Label reading lessons
Supplies: assorted food packages as named here or ones you find on your own. Use in class or for bulletin boards and newsletters.
Food label reading is one of the most popular topics according to our survey to more than 400 nutrition and food professionals for 2008.
We know from our own experience that label reading makes a big difference for what we put in the cart. Once you take the time to learn the best choices of the foods you regularly buy, you can save time and go into auto pilot with shopping.
We believe there are 3 very important lessons: 1) portion control and calorie realization and 2) comparisons for lower sodium, fat and sugar and 3) claim qualification
1) Portion Control and calorie realization:
It is a great idea to bring in items that look like one serving but are more. Ideas include bottles of tea that most people drink in one serving but are really for 2 or more, large candy bars and bags of mini cookies.
The other lesson in this category is to use a large box of cookies or a cake and to calculate the total calories you are bringing into the house with this item - this is the amount of excess/discretionary calories you will bring for the week.
2) Comparisons for lower sodium, fat and sugar:
• Skim milk versus whole milk = big difference in fat
• Nonfat egg substitute versus whole eggs
• Regular canned tomatoes versus the same product labeled “no added salt”
• Low calorie margarine versus regular margarine or butter
• Yogurt that contains fat and sugar versus fat-free light versions
• Diet beverages versus ones that are sweetened with sugar
• Ice cream that is full fat versus the light, low-fat whipped version
• Bottled salad dressing that are high in sodium compared to regular flavored vinegar
• Loaves of bread and boxes of cereal that contain more mg of sodium than calories. A lot of sodium does come from the grains category.
• Boxes of packaged rice and pasta mixes that contain a lot more salt than plain rice or pasta
3) Claim qualification: These lessons dispel myths of shoppers or health claims on the package that one might incorrectly assume:
• Sugar-free ice cream often DOESN’T have fewer calories than regular ice cream (but fat-free often does)
• Baked chips that are not that much lower in calories than the fried versions - portion control still matters here!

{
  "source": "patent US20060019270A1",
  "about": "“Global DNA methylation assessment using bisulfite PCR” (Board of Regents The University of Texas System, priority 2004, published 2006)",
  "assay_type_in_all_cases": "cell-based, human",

• Reduced fat cookies are not that much lower in calories than the regular versions - this applies to almost all baked goods
• No-trans-fat frozen entrees are very high in fat, sodium and calories
• Crackers that claim no cholesterol are still high in trans fat or saturated fat.
• Cereals and many other products that claim whole grain are high in sugar, sodium and or fat.
Judy’s passion for cooking began with helping her grandmother make raisin oatmeal for breakfast. From there she earned her first food service job at 15, was accepted to the world famous Culinary Institute of America at 18 (where she graduated second in her class), and went on to the Fachschule Richemont in Switzerland where she focused on pastry arts and baking. But after learning that the quality of a croissant directly varies with how much butter it has, Judy sought to challenge herself by coming up with recipes that were as healthy as they were tasty.
Judy received The Culinary Institute of America’s Pro Chef II certification, the American Culinary Federation Bronze Medal, Gold Medal, and ACF Chef of the Year. Her enthusiasm for eating nutritiously and deliciously leads her to constantly innovate and use the latest in nutritional science to guide her creativity, from putting new twists on fajitas to adapting Italian brownies to include ingredients like toasted nuts and cooked honey. Judy’s publishing company, Food and Health Communications, is dedicated to her vision that everyone can make food that tastes as good as it is for you.